Saturday, May 28, 2005

Where would you like the deck chairs today, sir?

"Let’s just say we were old friends, and you have money and I am broke. I need to borrow from you to just pay my expenses. That’s fine with you so you are lending me money. In the meantime, I’m taking that money and I’m just spending lavishly. I’ve bought a mansion on the beach and I’m having parties every night, traveling first class, buying designer clothes, and just spending like mad...But as time goes on, let’s say a few years later, for every $10,000 your lending me, I’m paying back only $7,000. After a while, you’re going to say, ‘Look, this isn’t working out too well.’

"Unfortunately, this is the situation that the US is in today. We’re definitely not gloom-and-doomers by any means. But if we just look at the facts of what is happening, you have to ask how this is happening. It actually started in the late 1990s. As you know, the stock market bubble burst. The NASDAQ then plunged 78%, at which point deflation forces intensified. To avoid deflation, interest rates were dropped hard and fast to 45-year lows. Monetary stimulation exploded, and to make matters worse, 9-11 added fuel to the fire. As the war on terrorism kicked in, the US budget surplus quickly went from a surplus to the biggest debt and deficits that the world has ever known.

"The end result was the biggest credit explosion in US history. Meanwhile, deficit spending and monetary stimulation also resulted in inflation. And even though inflation is still relatively low, it is the highest it has been in 14 years. This is all very similar to what happened in the 1970s. Like now, money was loose, deficits were huge, inflation soared, and budget deficits were large. ...

"Yes, dollar reserves are still huge. But what’s important to note is that the US is using up 80% of the world’s available savings, and it is borrowing $2 billion a day from overseas to cover its debt. Now this means we are very dependent on foreign money. These huge imbalances simply cannot continue. Economists continually debate this situation and no one knows what will happen. Paul Volcker, for example, recently said, ‘Circumstances seem to be as dangerous as any I can remember--and I can remember a lot. What really concerns me is that there seems to be so little willingness to do anything about it.’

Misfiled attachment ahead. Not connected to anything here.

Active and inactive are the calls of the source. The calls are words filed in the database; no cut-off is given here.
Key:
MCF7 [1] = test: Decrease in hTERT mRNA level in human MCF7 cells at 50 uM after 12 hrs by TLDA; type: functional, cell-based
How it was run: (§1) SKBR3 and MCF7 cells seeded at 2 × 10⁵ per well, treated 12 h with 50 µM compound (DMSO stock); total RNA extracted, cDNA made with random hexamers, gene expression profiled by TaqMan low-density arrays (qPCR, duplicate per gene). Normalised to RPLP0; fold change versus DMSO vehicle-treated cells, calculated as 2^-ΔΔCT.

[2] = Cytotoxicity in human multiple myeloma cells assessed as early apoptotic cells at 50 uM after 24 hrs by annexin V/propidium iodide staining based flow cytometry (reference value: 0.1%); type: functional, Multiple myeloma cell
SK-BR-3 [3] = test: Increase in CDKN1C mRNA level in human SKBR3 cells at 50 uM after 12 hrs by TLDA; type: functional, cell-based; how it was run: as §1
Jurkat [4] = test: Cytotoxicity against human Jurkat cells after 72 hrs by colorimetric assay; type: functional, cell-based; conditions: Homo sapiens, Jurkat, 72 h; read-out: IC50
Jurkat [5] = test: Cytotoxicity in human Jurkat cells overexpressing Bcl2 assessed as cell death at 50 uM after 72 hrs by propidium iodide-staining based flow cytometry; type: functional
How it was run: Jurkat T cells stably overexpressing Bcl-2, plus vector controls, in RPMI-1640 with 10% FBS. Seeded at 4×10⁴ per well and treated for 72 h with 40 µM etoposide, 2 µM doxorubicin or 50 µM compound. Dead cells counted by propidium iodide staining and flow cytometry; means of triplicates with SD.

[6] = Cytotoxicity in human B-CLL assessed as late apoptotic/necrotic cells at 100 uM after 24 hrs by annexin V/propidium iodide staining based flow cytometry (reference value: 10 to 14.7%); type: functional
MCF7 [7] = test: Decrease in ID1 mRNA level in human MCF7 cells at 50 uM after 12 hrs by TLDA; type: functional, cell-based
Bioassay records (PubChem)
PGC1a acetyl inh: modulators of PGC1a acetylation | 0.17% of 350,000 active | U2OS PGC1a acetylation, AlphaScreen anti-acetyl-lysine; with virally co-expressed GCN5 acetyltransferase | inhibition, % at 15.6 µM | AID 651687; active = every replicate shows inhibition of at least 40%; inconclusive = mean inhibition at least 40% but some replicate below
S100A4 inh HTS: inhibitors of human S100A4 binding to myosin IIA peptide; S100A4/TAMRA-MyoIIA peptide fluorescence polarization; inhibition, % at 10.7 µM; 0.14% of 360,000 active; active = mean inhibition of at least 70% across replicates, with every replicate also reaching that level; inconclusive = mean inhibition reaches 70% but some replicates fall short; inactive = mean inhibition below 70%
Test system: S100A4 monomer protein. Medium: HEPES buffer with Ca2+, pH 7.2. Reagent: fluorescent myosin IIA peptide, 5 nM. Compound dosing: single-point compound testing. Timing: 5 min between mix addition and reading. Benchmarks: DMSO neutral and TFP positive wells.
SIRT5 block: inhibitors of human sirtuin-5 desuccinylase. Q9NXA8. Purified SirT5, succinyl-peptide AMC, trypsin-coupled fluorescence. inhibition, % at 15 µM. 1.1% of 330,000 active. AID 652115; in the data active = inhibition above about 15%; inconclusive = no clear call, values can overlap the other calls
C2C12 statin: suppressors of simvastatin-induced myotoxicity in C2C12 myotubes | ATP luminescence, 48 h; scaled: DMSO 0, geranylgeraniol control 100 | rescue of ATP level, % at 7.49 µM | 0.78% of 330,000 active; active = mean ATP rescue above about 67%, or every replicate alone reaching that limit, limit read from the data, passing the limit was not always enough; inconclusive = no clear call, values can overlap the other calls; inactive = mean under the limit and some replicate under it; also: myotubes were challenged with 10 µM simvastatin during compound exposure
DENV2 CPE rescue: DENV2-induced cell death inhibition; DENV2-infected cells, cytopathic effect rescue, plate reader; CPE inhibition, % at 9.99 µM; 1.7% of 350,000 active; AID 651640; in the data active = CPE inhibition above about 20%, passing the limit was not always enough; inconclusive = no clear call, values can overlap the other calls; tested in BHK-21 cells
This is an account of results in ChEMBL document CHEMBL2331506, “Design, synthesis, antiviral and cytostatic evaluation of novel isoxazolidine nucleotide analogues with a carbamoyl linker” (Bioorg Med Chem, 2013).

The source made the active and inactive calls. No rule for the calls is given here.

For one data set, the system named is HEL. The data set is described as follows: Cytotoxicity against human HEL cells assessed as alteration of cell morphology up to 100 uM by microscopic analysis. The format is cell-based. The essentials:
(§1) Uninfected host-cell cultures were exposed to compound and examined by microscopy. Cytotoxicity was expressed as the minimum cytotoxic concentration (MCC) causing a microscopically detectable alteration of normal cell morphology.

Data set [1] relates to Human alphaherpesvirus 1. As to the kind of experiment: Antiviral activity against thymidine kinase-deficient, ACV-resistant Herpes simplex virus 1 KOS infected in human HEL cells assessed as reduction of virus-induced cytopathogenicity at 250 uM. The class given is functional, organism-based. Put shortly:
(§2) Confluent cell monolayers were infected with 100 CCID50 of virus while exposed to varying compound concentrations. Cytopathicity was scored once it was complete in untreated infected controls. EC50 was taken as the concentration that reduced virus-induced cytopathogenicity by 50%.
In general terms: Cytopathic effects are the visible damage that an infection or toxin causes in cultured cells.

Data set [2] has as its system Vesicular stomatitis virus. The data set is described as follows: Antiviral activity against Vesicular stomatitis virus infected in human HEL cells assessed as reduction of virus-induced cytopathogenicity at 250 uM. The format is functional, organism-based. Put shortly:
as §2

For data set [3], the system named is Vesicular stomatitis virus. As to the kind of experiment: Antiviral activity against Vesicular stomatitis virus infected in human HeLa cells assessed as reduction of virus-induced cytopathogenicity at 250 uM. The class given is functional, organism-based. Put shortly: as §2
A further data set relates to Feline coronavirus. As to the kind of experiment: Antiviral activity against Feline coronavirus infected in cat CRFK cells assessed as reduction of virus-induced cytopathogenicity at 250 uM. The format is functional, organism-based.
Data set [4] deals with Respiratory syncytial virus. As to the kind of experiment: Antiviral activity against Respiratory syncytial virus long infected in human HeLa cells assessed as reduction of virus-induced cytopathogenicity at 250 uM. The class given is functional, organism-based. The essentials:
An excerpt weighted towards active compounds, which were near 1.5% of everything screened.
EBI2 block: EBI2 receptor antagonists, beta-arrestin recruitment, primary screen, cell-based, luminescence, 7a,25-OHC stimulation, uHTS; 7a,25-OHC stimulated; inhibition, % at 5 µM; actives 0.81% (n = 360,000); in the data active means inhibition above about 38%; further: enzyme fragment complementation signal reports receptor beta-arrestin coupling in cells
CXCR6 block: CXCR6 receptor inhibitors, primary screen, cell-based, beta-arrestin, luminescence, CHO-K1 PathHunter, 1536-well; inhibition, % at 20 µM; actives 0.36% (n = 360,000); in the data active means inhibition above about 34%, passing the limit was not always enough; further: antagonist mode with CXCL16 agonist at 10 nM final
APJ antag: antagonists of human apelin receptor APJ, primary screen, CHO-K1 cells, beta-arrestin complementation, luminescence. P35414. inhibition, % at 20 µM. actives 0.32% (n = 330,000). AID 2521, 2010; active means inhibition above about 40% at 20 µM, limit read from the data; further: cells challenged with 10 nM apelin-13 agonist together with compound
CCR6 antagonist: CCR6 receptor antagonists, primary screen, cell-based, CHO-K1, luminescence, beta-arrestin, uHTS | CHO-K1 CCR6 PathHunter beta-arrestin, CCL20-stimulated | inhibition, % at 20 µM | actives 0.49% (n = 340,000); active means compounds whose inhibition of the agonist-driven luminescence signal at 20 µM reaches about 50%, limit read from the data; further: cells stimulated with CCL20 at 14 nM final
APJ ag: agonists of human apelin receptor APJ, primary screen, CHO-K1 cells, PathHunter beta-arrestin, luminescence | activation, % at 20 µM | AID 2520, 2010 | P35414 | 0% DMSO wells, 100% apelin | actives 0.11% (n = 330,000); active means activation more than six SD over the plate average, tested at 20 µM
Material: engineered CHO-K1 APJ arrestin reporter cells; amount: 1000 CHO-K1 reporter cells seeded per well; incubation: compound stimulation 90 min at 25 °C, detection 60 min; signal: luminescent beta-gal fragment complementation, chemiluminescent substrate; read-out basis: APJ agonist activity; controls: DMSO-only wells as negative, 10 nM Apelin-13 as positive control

Wednesday, May 11, 2005

US Economy is getting teed up for a long drive

Here's what one major brokerage advisor had to say about housing and the economy last week:

"On a year-over-year basis, median existing home prices jumped 11.4%, with the strongest increases in the highly speculative condo market (15.9%) and in the already red-hot West (18.9%). What started out as a reasonable response to a low interest rate environment has become a bubble in one-third to one-half of the market."


"We expect a long adjustment ahead, with a significant decline in the dollar against a wide range of currencies. The length and magnitude of the adjustment means accidents are likely along the way. Among the warning signs are:

1) protectionist measures in the U.S. and Europe that invite retaliation from Asia;

2) a game of hot potato, whereby investors try to shift out of dollar assets before the dollar falls further, putting more of the buying burden onto the remaining supporters of the dollar;

3) reorientation of currency pegging toward baskets of currencies rather than the dollar;

4) events in Asia that encourage selling foreign exchange assets to deal with local difficulties; and

5) a sharp shift away from export-oriented growth policy toward domestic demand-driven growth policy, reducing the need to buy dollar assets. "

... Fore!